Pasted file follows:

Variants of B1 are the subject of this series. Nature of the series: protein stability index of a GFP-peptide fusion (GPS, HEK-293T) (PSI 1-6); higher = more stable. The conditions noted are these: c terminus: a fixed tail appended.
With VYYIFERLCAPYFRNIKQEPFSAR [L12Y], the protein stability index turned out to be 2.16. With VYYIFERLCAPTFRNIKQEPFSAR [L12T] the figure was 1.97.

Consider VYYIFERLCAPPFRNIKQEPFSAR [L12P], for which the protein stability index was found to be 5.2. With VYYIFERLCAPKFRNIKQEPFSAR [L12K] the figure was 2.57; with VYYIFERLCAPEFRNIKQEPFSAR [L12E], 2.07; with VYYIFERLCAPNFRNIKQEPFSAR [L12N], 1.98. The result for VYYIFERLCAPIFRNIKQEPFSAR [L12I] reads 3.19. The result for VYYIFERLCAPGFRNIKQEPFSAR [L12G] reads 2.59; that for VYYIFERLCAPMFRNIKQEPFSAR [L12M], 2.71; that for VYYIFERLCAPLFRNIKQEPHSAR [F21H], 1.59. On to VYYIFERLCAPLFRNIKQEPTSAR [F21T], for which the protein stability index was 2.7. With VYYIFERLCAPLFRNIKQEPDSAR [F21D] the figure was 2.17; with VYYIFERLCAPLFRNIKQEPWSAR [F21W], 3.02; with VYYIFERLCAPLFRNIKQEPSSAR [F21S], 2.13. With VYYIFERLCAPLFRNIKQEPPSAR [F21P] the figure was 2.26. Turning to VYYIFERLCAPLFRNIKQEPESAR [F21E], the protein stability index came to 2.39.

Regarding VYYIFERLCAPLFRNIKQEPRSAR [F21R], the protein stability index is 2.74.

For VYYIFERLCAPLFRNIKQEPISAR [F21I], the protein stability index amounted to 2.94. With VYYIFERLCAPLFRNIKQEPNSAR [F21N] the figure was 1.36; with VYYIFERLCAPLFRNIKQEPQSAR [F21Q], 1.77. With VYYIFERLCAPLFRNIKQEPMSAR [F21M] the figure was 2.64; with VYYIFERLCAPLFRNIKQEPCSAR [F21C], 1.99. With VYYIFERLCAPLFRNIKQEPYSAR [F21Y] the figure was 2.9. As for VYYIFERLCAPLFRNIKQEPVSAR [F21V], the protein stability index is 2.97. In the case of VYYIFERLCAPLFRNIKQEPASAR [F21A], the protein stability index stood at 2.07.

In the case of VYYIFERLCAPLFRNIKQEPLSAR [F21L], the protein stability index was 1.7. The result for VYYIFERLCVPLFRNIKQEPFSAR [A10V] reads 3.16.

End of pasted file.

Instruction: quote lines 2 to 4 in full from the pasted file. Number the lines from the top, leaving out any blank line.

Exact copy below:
With VYYIFERLCAPYFRNIKQEPFSAR [L12Y], the protein stability index turned out to be 2.16. With VYYIFERLCAPTFRNIKQEPFSAR [L12T] the figure was 1.97.

Consider VYYIFERLCAPPFRNIKQEPFSAR [L12P], for which the protein stability index was found to be 5.2. With VYYIFERLCAPKFRNIKQEPFSAR [L12K] the figure was 2.57; with VYYIFERLCAPEFRNIKQEPFSAR [L12E], 2.07; with VYYIFERLCAPNFRNIKQEPFSAR [L12N], 1.98. The result for VYYIFERLCAPIFRNIKQEPFSAR [L12I] reads 3.19. The result for VYYIFERLCAPGFRNIKQEPFSAR [L12G] reads 2.59; that for VYYIFERLCAPMFRNIKQEPFSAR [L12M], 2.71; that for VYYIFERLCAPLFRNIKQEPHSAR [F21H], 1.59. On to VYYIFERLCAPLFRNIKQEPTSAR [F21T], for which the protein stability index was 2.7. With VYYIFERLCAPLFRNIKQEPDSAR [F21D] the figure was 2.17; with VYYIFERLCAPLFRNIKQEPWSAR [F21W], 3.02; with VYYIFERLCAPLFRNIKQEPSSAR [F21S], 2.13. With VYYIFERLCAPLFRNIKQEPPSAR [F21P] the figure was 2.26. Turning to VYYIFERLCAPLFRNIKQEPESAR [F21E], the protein stability index came to 2.39.

Regarding VYYIFERLCAPLFRNIKQEPRSAR [F21R], the protein stability index is 2.74.